The Greatest Concern: A bantustan state
Taking a good look at the Gaza Strip and the West Bank, it is clear that Israel's eye is focused on the West Bank which includes East Jerusalem. The confiscation of Palestinian land, the building and expansion of the settlements have never stopped. Israel continues to insist that the settlements will remain under Israeli rule. If this is done, Israel will maintain its military presence on the West Bank while allowing the Palestinian Authority to have autonomous rule over its own people. The areas under Palestinian rule will be called Palestine. They will have the semblance of a state but will exist under the suzerainty of Israel and will not enjoy genuine sovereignty. What we are witnessing, therefore, is a bantustan-type state, home rule, just like what was proposed by the former apartheid government of South Africa to its black citizens. From all indications, this is the picture which is emerging on the ground.
If pressured, Israel may even concede the Gaza Strip, where it currently has only 6100 settlers and controls approximately 40% of the land and one third of the water. It might withdraw totally from the Gaza Strip, which now has a damaged aquifer and a serious lack of usable water, and allow the Palestinians to have their sovereign state there. That area will be small and contained in one corner of Palestine and, from Israel's perspective, will, presumably, not pose any serious threat to Israel. On the West Bank, however, the Palestinians will only be given autonomous rule, a homeland, in the guise of a state yet void of actual sovereignty.
This we believe is an unnatural, unhealthy, and unjust scenario and will only lead to a bloodier conflict. History teaches us that oppressed nations will not give up their struggle for freedom and independence. Under this scenario, Israel will not achieve the security it seeks because the forced and unjust peace settlement cannot be permanent.
Sabeel rejects outright this peace formula or any variation of it and warns that its imposition will be ultimately catastrophic for both peoples.
The Genuine Hope: Two sovereign and fully democratic states
This scenario envisages the total withdrawal of Israel from all the occupied territories including East Jerusalem according to United Nations resolutions 242 and 338. The Palestinians will establish their sovereign state on the whole of the 23% of the land of Palestine. One way to redeem the settlements is to make them the new towns for the returning Palestinian refugees. This can constitute a part of Israel's reparations to the Palestinians. Israel must compensate the owners from whom the land was confiscated. The Jewish settlers who choose to remain in Palestine can become Palestinian citizens and live under Palestinian sovereignty.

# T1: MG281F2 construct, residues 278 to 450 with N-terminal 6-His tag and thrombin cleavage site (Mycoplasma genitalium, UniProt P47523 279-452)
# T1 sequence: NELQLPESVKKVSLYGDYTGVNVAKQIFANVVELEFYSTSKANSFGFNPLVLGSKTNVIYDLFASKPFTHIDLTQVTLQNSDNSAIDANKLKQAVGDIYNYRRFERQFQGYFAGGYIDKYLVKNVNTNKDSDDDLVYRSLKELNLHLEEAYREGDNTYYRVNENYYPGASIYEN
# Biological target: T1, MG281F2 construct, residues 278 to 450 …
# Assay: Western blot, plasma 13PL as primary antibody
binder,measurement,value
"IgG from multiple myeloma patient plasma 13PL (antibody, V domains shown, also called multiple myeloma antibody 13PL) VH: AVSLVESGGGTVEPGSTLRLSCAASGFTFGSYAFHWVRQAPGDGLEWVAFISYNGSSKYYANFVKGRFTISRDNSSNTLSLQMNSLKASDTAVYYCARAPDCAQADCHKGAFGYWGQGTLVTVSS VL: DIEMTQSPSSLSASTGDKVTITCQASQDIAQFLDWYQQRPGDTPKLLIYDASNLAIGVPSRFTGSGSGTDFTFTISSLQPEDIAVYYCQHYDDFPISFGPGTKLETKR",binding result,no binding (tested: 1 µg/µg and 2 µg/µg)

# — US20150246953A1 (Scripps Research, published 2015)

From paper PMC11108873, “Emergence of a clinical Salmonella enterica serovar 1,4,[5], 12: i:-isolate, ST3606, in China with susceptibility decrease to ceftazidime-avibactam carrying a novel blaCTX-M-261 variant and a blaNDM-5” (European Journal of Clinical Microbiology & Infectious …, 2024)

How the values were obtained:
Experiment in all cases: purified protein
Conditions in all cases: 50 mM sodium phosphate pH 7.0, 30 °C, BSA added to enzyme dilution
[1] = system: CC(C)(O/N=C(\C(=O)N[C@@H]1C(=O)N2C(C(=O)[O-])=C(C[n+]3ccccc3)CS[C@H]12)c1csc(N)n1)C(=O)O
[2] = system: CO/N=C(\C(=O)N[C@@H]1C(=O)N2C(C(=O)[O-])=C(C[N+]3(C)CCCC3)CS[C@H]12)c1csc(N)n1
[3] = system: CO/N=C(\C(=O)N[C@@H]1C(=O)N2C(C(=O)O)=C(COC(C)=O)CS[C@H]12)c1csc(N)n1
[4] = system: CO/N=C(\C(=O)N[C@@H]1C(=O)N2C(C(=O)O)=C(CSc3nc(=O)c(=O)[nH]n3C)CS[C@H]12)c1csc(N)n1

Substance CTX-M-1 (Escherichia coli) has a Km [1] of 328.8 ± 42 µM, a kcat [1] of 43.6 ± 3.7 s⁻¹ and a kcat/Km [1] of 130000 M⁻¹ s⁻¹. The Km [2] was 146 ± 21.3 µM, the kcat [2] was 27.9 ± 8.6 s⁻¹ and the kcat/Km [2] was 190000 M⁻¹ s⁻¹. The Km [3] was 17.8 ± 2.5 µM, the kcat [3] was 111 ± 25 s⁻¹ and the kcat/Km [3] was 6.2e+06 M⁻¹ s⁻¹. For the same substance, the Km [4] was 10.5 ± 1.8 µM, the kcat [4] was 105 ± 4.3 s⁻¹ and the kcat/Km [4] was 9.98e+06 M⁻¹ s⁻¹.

As to Jerusalem, it will have to be shared. The city must remain open to all. A peace treaty will be drawn up and the two countries will become inter-dependent economically and will help each other develop their resources for the well being of both their peoples.
This is the formula which the Palestinians have been hoping and working for. Indeed, it is not the ideal solution, but it carries within it an acceptable justice which most Palestinians are willing to live with for the sake of peace and prosperity. Furthermore, as this scenario agrees with United Nations resolutions since 1967, it will ensure the support of the international community of nations. This formula gives the Palestinians a state as sovereign as Israel, rids them of the Israeli occupation, and restores to them the whole of the occupied territories of 1967. Indeed, a state within the West Bank and Gaza, composed of only 23% of Palestine instead of the 43% allotted by the UN in 1947, is already a very signficant compromise by the Palestinians. The Palestinians would have to give up their right to most of historic Palestine. Obviously, Israel, with the help of the United States and the international community, will have to compensate the Palestinian people.
The Vision for the Future
Our vision involves two sovereign states, Palestine and Israel, who in the future may choose to enter into a confederation or even a federation, possibly with other neighboring countries and where Jerusalem becomes the federal capital. Indeed, the ideal and best solution has always been to envisage ultimately a bi-national state in Palestine-Israel where people are free and equal, living under a constitutional democracy that protects and guarantees all their rights, responsibilities, and duties without racism or discrimination. One state for two nations and three religions.
Standing for Justice
At every turn, the principle of justice must be upheld. Unless justice is rendered and security is achieved, the solution must be rejected because it will not endure. A just solution must include an equal measure of justice and security for both sides to make it viable. Otherwise it will not lead to a permanent peace. This is the basic principle that must be upheld and used as the measure for every one of the above points.
This is where Sabeel takes its stand. We will stand for justice. We can do no other. Justice alone guarantees a peace that will lead to reconciliation and a life of security and prosperity to all the peoples of our land. By standing on the side of justice, we open ourselves to the work of peace; and working for peace makes us children of God.
"Blessed are the peacemakers for they shall be called children of God." (Matthew 5:9)